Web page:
AT&T union workers went back to work Thursday, one day after 17,000 employees in California and Nevada walked off the job.
The union, the Communications Workers of America, said the workers were protesting the fact that AT&T changed job requirements for landline technicians without consent from the union.
Under the terms of the deal reached late Wednesday, the union said AT&T agreed to “no longer require technicians to perform work assignments outside of their expertise and classification.” CWA claimed in a statement that the broader requirements AT&T issued for technicians violated federal laws.
CWA spokesperson Desmond Lee called the deal a “big win for workers.”
“We went on strike to demonstrate to the country that we will not do more work for less pay, especially when it puts us in a position not to deliver the best possible service,” Robert Longer, an AT&T technician in Sacramento, said in a statement Thursday.
Company spokesperson Marty Richter said the agreement was reached after marathon talks Wednesday.
“We engaged in discussion with the union to get these employees back to work as soon as possible,” Richter said.
The strike did not include workers in AT&T’s wireless department. It only involved landline technicians and call center workers in California and Nevada.
Those employees have been working for nearly a year under expired contract terms, and the strike was a means of gaining leverage in ongoing negotiations, the union said. And though AT&T and CWA were able to come to terms Wednesday, it doesn’t mean their troubles are over.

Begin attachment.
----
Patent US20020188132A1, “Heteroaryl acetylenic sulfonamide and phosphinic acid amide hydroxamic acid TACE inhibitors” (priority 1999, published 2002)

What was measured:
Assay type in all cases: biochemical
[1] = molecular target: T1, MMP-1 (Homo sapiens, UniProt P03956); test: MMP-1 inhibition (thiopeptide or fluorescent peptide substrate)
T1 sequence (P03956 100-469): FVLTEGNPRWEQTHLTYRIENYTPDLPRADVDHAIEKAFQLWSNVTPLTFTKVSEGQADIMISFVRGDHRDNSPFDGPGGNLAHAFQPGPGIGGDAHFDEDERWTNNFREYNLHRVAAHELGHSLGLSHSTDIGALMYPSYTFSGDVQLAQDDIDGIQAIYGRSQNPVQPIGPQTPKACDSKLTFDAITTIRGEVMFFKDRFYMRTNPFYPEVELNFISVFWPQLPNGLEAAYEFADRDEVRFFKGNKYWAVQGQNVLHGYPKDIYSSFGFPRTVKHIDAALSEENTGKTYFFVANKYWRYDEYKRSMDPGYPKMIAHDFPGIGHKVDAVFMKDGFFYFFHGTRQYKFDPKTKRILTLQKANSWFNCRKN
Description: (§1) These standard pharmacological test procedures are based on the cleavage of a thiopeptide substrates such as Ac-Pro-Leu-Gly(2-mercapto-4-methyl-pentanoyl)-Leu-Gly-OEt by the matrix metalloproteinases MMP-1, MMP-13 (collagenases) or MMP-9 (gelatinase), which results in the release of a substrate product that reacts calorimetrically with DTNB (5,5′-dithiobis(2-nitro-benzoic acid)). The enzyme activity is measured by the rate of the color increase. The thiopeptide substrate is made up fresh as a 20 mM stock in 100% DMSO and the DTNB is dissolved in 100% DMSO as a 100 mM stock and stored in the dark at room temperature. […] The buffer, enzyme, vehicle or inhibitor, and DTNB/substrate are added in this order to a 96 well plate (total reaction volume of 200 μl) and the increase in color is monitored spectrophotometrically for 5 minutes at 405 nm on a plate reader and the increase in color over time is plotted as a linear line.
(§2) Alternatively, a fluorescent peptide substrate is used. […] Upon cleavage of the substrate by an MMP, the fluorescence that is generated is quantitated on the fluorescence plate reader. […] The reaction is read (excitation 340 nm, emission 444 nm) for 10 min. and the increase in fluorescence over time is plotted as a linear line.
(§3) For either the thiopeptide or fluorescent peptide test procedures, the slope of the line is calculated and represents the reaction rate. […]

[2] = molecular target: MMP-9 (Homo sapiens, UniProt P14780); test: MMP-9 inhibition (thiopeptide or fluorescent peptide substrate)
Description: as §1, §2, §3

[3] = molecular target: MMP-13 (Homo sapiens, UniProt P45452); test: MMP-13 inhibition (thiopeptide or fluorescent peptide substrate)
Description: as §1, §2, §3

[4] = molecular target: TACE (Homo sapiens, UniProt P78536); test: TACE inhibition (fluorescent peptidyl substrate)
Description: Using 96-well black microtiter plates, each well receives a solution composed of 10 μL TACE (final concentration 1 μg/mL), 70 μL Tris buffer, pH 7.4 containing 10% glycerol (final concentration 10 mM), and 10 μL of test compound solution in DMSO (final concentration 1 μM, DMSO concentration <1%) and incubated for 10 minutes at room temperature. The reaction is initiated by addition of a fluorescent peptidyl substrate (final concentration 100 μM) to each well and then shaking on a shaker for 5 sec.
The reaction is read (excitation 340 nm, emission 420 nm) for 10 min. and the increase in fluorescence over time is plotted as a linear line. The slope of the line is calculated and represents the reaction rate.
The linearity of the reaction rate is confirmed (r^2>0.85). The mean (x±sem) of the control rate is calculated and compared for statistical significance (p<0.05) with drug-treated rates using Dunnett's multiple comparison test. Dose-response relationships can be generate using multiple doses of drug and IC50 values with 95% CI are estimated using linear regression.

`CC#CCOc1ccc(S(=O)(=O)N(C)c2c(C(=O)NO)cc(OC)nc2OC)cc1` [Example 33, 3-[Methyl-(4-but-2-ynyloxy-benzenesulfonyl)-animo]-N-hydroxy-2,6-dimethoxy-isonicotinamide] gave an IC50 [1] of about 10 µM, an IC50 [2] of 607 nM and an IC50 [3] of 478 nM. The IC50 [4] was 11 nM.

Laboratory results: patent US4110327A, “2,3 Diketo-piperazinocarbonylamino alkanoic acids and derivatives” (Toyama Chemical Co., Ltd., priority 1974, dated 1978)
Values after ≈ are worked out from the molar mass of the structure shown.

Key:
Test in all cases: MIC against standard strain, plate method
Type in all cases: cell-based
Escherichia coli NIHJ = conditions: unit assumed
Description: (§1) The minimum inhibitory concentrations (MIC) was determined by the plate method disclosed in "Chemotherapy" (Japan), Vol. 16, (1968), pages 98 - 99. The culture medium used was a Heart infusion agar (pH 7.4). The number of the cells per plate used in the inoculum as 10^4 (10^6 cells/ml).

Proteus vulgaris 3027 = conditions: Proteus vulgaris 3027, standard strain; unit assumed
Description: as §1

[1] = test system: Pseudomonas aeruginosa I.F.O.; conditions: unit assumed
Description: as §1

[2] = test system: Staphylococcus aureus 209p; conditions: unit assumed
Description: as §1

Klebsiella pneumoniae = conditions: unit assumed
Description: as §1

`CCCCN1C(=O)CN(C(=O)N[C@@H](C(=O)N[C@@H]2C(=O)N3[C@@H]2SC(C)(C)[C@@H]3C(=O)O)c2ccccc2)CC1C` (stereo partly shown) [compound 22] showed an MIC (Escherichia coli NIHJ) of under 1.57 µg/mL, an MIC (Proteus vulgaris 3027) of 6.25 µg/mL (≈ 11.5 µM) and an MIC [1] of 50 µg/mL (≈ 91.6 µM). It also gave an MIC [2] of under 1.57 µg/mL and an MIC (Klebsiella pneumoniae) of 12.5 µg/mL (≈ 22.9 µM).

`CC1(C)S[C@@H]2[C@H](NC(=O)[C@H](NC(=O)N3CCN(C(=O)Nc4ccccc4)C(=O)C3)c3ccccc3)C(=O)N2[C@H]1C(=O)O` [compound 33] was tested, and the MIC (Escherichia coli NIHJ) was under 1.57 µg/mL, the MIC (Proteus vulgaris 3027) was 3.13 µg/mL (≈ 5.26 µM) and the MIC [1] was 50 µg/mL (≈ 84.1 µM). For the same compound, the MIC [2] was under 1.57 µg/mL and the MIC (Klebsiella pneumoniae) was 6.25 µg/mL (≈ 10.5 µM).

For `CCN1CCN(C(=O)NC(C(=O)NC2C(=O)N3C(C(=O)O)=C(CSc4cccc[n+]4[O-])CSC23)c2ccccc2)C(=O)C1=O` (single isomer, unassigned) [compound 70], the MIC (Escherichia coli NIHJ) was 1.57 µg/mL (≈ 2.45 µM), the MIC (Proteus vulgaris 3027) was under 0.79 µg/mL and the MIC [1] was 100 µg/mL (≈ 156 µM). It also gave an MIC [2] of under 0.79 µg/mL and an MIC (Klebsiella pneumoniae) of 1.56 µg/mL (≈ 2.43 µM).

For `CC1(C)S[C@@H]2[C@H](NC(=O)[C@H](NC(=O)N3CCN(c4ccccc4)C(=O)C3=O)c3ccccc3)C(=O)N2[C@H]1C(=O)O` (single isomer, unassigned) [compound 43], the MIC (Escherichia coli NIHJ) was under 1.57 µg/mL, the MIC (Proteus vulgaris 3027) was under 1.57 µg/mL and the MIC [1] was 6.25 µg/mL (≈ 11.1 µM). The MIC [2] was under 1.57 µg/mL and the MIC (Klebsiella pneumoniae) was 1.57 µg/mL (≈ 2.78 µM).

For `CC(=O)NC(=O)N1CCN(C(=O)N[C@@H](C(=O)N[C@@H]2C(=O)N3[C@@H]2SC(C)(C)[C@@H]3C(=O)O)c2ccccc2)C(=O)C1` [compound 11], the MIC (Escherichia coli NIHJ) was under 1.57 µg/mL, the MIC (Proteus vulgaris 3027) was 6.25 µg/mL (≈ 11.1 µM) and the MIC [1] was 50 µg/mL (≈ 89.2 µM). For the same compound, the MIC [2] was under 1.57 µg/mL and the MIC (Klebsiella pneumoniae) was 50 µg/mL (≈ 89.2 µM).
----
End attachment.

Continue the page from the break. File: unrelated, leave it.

CWA said in a statement Thursday that workers in California and Nevada are becoming “increasingly frustrated” with how the company treats its workers.
“Despite the financial success, the company is asking its workers to do more for less — keeping them from their families with unpredictable overtime, undercutting pay and advancement, offshoring good jobs, and pushing more healthcare costs onto employees,” CWA said in a statement.
The union is also angry that AT&T has cut thousands of landline technician and call center jobs in the region in recent years. Elected officials in both states took up the issue by sending a letter to AT&T CEO Randall Stephensen, the CWA said last week.
The letter says the company is “harming communities by cutting thousands of good, middle-class jobs.” It also accuses AT&T of dragging its feet on promises to provide high-speed internet throughout rural communities in California and Nevada.
A merger deal between AT&T and CNN parent company Time Warner is currently under review by regulatory authorities.